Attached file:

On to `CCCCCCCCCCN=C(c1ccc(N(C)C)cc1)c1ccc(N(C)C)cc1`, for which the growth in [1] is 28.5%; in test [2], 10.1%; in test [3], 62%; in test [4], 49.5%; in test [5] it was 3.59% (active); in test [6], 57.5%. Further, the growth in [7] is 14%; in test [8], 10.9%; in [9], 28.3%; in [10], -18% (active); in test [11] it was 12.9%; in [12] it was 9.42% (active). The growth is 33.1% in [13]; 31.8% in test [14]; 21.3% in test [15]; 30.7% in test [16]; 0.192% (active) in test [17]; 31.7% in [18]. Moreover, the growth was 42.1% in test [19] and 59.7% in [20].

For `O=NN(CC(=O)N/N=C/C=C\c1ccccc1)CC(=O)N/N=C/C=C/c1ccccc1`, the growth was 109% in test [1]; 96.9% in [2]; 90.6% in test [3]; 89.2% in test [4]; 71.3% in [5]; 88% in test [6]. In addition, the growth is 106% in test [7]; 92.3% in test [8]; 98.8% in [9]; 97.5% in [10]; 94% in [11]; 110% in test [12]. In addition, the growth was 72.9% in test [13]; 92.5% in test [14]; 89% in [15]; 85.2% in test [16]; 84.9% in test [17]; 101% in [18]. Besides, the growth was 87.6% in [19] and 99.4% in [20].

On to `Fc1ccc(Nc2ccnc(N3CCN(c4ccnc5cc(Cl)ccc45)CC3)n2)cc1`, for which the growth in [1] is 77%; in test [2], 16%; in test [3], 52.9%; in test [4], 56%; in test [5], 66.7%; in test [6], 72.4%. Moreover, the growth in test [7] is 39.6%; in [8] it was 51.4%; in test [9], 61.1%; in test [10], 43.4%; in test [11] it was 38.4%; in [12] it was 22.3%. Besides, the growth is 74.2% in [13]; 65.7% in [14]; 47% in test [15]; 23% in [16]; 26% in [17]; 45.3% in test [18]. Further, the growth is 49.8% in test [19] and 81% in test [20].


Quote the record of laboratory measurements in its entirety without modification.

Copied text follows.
On to `CCCCCCCCCCN=C(c1ccc(N(C)C)cc1)c1ccc(N(C)C)cc1`, for which the growth in [1] is 28.5%; in test [2], 10.1%; in test [3], 62%; in test [4], 49.5%; in test [5] it was 3.59% (active); in test [6], 57.5%. Further, the growth in [7] is 14%; in test [8], 10.9%; in [9], 28.3%; in [10], -18% (active); in test [11] it was 12.9%; in [12] it was 9.42% (active). The growth is 33.1% in [13]; 31.8% in test [14]; 21.3% in test [15]; 30.7% in test [16]; 0.192% (active) in test [17]; 31.7% in [18]. Moreover, the growth was 42.1% in test [19] and 59.7% in [20].

For `O=NN(CC(=O)N/N=C/C=C\c1ccccc1)CC(=O)N/N=C/C=C/c1ccccc1`, the growth was 109% in test [1]; 96.9% in [2]; 90.6% in test [3]; 89.2% in test [4]; 71.3% in [5]; 88% in test [6]. In addition, the growth is 106% in test [7]; 92.3% in test [8]; 98.8% in [9]; 97.5% in [10]; 94% in [11]; 110% in test [12]. In addition, the growth was 72.9% in test [13]; 92.5% in test [14]; 89% in [15]; 85.2% in test [16]; 84.9% in test [17]; 101% in [18]. Besides, the growth was 87.6% in [19] and 99.4% in [20].

On to `Fc1ccc(Nc2ccnc(N3CCN(c4ccnc5cc(Cl)ccc45)CC3)n2)cc1`, for which the growth in [1] is 77%; in test [2], 16%; in test [3], 52.9%; in test [4], 56%; in test [5], 66.7%; in test [6], 72.4%. Moreover, the growth in test [7] is 39.6%; in [8] it was 51.4%; in test [9], 61.1%; in test [10], 43.4%; in test [11] it was 38.4%; in [12] it was 22.3%. Besides, the growth is 74.2% in [13]; 65.7% in [14]; 47% in test [15]; 23% in [16]; 26% in [17]; 45.3% in test [18]. Further, the growth is 49.8% in test [19] and 81% in test [20].